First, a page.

What if Tolstoy's heroine moves to Manhattan?
What Happened to Anna K.
By Irina Reyn
256 pages. Touchstone.
Born in Moscow, raised in Queens, Anna lives almost entirely adrift in a sea of her own fantasies, which include getting dressed in an Upper West Side walk-in closet, buying furniture at the Art Basel/Miami design show, drinking a bottle of Châteauneuf-du-Pape, and taking in a Hou Hsiao-hsien film with her mythological husband, who would "make enthusiastic love to her body, would lavish upon it worshipful caresses, kisses of bottomless awe, and then, still red from exertion, from the pleasure he was able to evoke, would look through her as though performing a biopsy on her soul." But more than any of these things, the beguiling protagonist of Irina Reyn's witty and compelling novel, What Happened to Anna K. (Touchstone), wants to be written into immortality as both muse and heroine of a novel that wins a major literary prize, and she has spent most of her young life looking for a thin-faced, book-toting, MFA student who might be moved to take up a pen and write one. Afraid that time is running out, the 37-year-old Anna, still lovely and seductive, reenters the real world just long enough to marry Alex K., a wildly successful businessman who wouldn't know a National Book Award winner if one punched him in the nose. Instantly and deeply dissatisfied with her marriage, Anna sets out to prove her desirability by stealing not one but two suitors from her young and adoring cousin Katia, thereby setting off on a path of destruction that recalls, contemporizes, and illuminates the classic story from which this fearless first novel takes its inspiration and its shape.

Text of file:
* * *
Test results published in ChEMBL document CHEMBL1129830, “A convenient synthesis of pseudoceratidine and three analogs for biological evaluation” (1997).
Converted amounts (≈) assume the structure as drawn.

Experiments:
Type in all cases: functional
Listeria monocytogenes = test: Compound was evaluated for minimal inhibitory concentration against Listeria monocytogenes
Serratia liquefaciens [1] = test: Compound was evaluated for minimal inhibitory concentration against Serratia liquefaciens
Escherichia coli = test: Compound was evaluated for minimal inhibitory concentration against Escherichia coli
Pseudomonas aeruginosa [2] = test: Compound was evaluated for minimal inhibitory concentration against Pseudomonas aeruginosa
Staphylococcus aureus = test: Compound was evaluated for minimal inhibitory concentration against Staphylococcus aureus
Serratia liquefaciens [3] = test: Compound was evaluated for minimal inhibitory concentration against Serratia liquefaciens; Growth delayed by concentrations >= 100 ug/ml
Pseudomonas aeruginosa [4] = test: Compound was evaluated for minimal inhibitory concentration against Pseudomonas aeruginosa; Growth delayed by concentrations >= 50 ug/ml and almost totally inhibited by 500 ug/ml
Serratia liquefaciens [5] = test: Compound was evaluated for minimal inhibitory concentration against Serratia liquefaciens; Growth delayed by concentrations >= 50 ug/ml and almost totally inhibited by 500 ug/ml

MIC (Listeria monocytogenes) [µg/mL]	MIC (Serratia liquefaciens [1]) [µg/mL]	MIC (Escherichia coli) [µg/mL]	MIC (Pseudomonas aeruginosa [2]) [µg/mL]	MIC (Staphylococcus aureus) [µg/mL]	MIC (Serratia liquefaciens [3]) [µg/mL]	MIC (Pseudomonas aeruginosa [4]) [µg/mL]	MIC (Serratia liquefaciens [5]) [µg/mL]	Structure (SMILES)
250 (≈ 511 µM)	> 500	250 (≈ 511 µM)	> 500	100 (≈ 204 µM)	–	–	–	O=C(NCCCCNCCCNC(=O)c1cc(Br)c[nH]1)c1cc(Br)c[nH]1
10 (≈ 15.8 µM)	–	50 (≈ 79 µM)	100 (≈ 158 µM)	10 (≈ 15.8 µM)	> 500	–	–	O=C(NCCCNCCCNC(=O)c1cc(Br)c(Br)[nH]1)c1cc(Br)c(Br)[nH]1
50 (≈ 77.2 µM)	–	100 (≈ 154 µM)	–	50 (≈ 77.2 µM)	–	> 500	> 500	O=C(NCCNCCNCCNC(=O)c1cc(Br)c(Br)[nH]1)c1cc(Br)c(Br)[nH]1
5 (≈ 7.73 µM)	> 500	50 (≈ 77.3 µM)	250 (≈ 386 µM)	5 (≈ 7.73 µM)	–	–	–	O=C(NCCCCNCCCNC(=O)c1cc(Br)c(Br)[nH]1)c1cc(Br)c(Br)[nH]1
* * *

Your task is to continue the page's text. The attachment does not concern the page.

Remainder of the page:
From the August 2008 issue of O, The Oprah Magazine
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